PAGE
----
A superhero can perform unbelievable feats. That makes all the Indian movies,
superhero movies. If the heroes don't to unbelievable things, the makers will.
It's a specialty only of superheroes to rescue damsels in distress but wear their
undies all wrong. Okay, so not many superhero movies show the hero removing the
flimsy undies of the damsel and strap them over his face. But if ever there was
such a situation, you bet your last penny that you've seen it in this one. This
one has everything else that's equally exhilarating and unhygienic. New hero,
new heroine, washed up supporting cast (excluding Amrish), chestnut story and
Ashutosh Rana is an Indian army officer, kidnapped by terrorists and taken to
Pakistan. The way he acts, it's a gross disrespect to all the jihadi groups that
they didn't gag him and shove a grenade where the sun doesn't shine. Instead,
the makers haul a chocolate-faced hero at us. I don't mean to say that he's sweet.
I mean to say that he's made out of plastic on the outside.
Ashutosh's younger brother, Sunny (Kapil Jhaveri), crosses the border and lands in Pakistan to rescue him. Once there, he encounters a Pakistani beauty Rukhsar (Saloni Aswani). Subsequently, he decides that a dumb babe is more his league than a rescue mission in enemy territory. So he decides to go ahead with the rescue mission. Aw shucks, poor old flower-face has a thorn for a brain.
Anyway, you cannot stop hunger, love and Uday Kiran. So our lead pair dreamingly float away at this juncture. But getting giddy, Sunny reveals his identity and motive, which shocks Rukhsar. She thought this was a documentary on empowerment of women. Sorry sister, but if it's any consolation, you can be a part of the documentary on struggling actresses.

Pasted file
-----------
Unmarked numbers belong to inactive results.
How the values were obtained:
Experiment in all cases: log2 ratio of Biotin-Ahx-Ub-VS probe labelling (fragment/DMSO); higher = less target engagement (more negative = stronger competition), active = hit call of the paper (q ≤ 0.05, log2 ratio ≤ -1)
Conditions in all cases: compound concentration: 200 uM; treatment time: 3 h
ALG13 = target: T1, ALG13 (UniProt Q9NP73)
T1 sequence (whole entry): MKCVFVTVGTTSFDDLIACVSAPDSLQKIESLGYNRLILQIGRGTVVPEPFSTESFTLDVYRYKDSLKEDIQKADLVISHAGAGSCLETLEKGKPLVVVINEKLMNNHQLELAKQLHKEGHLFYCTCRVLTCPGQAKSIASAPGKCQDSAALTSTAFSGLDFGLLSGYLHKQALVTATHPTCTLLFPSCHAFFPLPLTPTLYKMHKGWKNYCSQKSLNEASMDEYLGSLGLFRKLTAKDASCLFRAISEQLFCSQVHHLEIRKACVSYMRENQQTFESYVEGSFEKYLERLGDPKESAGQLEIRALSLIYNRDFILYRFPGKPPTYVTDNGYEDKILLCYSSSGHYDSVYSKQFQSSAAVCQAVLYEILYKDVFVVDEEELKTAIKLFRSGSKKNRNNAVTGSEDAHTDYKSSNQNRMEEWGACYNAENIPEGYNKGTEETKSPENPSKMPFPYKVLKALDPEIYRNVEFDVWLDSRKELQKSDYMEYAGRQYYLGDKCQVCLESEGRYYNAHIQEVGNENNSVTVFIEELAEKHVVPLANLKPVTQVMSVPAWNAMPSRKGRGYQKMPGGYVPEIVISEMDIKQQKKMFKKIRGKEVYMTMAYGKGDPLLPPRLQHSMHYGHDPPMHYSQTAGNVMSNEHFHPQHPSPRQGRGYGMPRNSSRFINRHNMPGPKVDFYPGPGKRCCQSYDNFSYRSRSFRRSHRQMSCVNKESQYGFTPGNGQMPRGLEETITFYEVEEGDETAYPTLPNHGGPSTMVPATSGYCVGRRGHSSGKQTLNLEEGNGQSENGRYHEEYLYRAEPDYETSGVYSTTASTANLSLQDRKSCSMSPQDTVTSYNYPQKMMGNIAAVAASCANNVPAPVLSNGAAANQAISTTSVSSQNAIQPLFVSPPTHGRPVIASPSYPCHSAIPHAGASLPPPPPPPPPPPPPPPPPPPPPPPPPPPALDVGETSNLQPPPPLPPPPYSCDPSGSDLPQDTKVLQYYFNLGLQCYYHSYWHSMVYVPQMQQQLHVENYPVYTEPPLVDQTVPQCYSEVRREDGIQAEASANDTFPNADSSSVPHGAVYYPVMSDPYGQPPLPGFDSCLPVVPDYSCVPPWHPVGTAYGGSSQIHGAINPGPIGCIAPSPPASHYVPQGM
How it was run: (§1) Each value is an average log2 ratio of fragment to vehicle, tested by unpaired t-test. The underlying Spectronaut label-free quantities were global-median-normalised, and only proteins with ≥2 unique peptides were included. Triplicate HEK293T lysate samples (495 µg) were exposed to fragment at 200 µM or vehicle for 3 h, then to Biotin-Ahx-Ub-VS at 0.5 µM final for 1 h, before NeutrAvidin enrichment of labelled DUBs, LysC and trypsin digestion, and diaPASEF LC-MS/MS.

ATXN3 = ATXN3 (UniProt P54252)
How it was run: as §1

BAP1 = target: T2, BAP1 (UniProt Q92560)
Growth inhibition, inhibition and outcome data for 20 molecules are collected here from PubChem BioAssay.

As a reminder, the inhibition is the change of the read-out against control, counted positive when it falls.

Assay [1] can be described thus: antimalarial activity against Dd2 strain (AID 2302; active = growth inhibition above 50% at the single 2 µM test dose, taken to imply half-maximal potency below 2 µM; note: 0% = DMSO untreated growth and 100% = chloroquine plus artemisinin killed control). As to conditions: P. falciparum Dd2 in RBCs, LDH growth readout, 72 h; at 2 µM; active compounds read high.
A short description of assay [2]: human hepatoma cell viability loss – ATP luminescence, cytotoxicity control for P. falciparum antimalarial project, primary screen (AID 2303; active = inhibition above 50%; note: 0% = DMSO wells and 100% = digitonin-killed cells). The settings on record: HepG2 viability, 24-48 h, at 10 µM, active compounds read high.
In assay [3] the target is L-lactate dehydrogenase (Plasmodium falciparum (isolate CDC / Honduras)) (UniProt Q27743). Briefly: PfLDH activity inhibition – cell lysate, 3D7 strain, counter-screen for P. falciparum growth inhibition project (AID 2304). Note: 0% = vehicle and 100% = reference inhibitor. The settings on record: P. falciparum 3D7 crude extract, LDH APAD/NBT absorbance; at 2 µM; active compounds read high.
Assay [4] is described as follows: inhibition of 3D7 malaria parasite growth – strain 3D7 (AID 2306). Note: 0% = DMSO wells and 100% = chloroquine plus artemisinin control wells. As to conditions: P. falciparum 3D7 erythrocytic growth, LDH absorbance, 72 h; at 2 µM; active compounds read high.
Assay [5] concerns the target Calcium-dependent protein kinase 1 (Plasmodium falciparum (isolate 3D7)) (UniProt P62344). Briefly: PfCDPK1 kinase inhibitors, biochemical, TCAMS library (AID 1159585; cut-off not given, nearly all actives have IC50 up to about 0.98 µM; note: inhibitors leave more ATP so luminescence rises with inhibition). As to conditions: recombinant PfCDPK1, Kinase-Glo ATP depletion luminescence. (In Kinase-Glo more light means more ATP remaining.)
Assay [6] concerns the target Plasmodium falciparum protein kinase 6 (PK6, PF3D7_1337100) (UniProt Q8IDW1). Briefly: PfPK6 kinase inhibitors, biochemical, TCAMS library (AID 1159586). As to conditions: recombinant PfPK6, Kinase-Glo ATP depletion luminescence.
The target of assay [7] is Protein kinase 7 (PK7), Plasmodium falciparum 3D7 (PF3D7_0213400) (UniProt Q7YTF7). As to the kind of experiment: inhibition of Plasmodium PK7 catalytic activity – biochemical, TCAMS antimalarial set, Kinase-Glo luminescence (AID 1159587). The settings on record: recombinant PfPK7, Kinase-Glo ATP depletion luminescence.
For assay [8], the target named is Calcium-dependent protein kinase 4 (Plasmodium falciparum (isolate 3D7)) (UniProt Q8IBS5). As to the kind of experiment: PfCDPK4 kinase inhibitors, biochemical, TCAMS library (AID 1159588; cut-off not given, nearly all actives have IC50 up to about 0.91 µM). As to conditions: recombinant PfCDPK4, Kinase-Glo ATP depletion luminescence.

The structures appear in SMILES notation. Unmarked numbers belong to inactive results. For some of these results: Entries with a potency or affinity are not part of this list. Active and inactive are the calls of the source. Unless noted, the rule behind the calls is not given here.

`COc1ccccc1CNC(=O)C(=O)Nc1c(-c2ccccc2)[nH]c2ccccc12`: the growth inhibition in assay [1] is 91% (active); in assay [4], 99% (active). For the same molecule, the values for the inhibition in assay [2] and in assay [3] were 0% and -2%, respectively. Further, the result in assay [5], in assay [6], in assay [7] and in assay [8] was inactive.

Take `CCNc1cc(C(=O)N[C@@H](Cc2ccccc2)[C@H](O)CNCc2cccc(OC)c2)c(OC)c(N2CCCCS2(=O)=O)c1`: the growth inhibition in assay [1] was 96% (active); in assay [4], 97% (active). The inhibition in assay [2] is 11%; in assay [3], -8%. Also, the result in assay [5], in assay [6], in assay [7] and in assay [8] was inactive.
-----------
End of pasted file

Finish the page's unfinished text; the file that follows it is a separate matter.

Since half of India has seen Gadar
Amrish Puri comes as no surprise for the role of a stern Paki-army guy. He plays
Rukshar's dad, whose love and affection for his daughter clash with his ideals,
and the Brigadier has to make a choice. Whether to stop trying to make sense out
of the film, or kill the hero-heroine and get it over with. After a lot of contemplation
(and remuneration), he decides to hang on till the end and laugh it all at once.
After a lot of passionate kid blabber, a mundane solution is dished out and we're politely asked to get the hell out of the theater. So, primarily a love junk, what makes Dil Pardesi Ho Gayaa different from films of its ilk is that the story starts in India, progresses in Pakistan and ends at the Line of Control. In other words, it's globally painful.
Amrish Puri, Prem Chopra and a couple of good songs try to put a finger against
the leak in the boat, but it drowns completely. Compared with other Pak-India
love stories like Gadar and Refugee, this one falls flat, breaking the front teeth
clumsily. But to end on a high note, the Paki-bashing is toned down here. Suggestions
of a more tolerant attitude towards each other are also promoted. The only tolerance
we'll have is to give a half-a-star extra.